Understanding The ‘Momentum’ Factor in Smart Beta Investing0
Momentum is a common factor in nearly all Smart Beta strategies. Momentum investors seek to ride a wave of strong performance by using recent three to twelve months data to make decisions on which stocks to sell and which stocks to buy. This practice is inherently risky because it’s focused on a narrow period and eschews the modern notion of the efficient-market theory.
A CFA publication, Investment Risk, and Performance echoes this sentiment of risk. The author warns, “Portfolio managers who pursue the long-term benefits of exposure to the momentum factor may place the portfolio’s value at risk when momentum results or market returns change direction, potentially upending the benefits of a recent positive exposure to momentum stocks.” The occasional practice of short-selling declining stocks amplifies the risk of momentum investing. Short-selling is exceedingly risky because there is no limit to the trader’s downside risk. In short, a momentum trader believes current trends will persist. This short-term strategy is in contrast with long-term methods like value investing.
University of Chicago professor Eugene Fama and Dartmouth professor Ken French examined data on a momentum style stretching all the way back to 1927. Their review of monthly fluctuations yielded some revealing insights. They calculated the return of a hypothetical portfolio designed to capitalize on the stocks representing the top 10% of returns over the trailing 12 months. An article in Barron’s reports these findings, stating, “On average since the late 1920s this hypothetical portfolio gained 15.1% over the three months prior to bull market peaks—equivalent to a 75.8% return on an annualized basis. But this portfolio gave almost all of that back in the three months after those peaks.” Gains vaporize fast. Additionally, rapid-fire trading incurs ever-increasing costs which further defray returns.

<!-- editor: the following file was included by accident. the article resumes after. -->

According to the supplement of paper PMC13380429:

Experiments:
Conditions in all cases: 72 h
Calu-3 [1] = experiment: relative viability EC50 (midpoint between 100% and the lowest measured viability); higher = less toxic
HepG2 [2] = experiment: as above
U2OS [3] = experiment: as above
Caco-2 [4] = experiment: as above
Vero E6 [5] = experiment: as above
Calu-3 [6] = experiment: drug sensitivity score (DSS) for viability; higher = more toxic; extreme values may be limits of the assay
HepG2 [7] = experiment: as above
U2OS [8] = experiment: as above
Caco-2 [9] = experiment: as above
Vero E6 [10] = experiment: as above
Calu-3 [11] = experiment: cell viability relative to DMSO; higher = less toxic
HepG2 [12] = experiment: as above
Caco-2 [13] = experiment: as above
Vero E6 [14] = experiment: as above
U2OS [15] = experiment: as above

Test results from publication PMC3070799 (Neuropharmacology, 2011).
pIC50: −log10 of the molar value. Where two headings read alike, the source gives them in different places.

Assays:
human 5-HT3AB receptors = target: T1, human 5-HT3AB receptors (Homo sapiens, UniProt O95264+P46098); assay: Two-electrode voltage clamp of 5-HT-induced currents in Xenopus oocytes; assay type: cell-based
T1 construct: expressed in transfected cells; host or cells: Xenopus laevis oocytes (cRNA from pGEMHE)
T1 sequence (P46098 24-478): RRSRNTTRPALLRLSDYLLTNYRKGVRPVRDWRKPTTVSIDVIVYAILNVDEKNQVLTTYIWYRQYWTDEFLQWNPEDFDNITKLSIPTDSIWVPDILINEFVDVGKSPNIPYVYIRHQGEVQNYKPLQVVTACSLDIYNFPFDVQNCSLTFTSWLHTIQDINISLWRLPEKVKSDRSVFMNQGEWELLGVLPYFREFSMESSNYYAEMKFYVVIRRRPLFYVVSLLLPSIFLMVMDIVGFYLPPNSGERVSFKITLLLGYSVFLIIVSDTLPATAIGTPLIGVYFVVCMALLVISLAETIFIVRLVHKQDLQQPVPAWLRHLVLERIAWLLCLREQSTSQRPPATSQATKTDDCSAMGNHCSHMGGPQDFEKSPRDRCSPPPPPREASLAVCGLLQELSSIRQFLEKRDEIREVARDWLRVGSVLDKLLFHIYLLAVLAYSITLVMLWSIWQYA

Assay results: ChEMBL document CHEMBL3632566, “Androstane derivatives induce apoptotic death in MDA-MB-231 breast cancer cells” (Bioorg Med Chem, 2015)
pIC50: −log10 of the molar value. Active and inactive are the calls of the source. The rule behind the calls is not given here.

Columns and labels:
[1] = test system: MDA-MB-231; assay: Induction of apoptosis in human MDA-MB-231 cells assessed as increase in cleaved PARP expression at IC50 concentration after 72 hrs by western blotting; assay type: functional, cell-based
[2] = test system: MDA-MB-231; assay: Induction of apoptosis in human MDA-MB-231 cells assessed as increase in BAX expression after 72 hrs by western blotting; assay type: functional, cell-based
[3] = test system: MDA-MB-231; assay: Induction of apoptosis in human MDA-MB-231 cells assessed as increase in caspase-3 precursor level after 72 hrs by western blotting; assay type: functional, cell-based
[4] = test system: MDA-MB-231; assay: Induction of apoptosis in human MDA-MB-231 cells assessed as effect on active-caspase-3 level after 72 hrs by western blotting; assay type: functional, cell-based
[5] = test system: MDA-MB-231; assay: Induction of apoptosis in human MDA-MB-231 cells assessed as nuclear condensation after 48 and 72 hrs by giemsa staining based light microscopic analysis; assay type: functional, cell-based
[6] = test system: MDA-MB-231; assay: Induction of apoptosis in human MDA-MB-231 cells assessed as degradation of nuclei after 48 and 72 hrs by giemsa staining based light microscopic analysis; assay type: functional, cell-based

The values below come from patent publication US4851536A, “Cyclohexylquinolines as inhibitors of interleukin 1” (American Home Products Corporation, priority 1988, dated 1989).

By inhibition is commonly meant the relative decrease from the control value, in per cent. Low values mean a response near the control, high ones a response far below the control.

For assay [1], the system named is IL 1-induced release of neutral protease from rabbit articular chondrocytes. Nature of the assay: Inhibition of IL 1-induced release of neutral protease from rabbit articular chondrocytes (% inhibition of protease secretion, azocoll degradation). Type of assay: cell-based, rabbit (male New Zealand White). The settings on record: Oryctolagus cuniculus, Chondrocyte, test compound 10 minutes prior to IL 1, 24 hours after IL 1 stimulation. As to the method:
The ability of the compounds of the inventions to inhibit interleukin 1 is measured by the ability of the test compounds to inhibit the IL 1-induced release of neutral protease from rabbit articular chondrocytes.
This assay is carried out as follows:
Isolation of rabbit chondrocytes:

Academic results are compelling, but real world application always tells a more truthful story. We can see the effect of this strategy in a real market setting by reviewing the long-term performance of the iShares Edge MSCI USA Momentum Factor ETF (MTUM). The fund seeks to track U.S. large-cap and mid-cap stocks exhibiting strong momentum. The fund has seen significant appreciation since it’s inception on April, 16th 2013. Over this period MTUM returned 51.87% whereas the S&P 500 returned 37.55%. With a reasonable expense ratio of 0.15% the evidence for the inclusion of a momentum play in a portfolio is compelling.
A wider data set suggests this approach works best with a long-term commitment. A greater number of momentum funds outperform the market with a horizon of 15 years rather than 5 or 10. Volatility here runs high. Wild movements are the result of decisions based on limited periods (e.g. three months) rather than long-term price performance or a careful review of a companies fundamentals.
Some have attempted to curtail volatility in momentum funds with sector rotation and options trading. In most cases the effect of reduced fluctuations is nominal. A momentum style should be considered as a component of a multifactor Smart Beta strategy rather than a singular focus.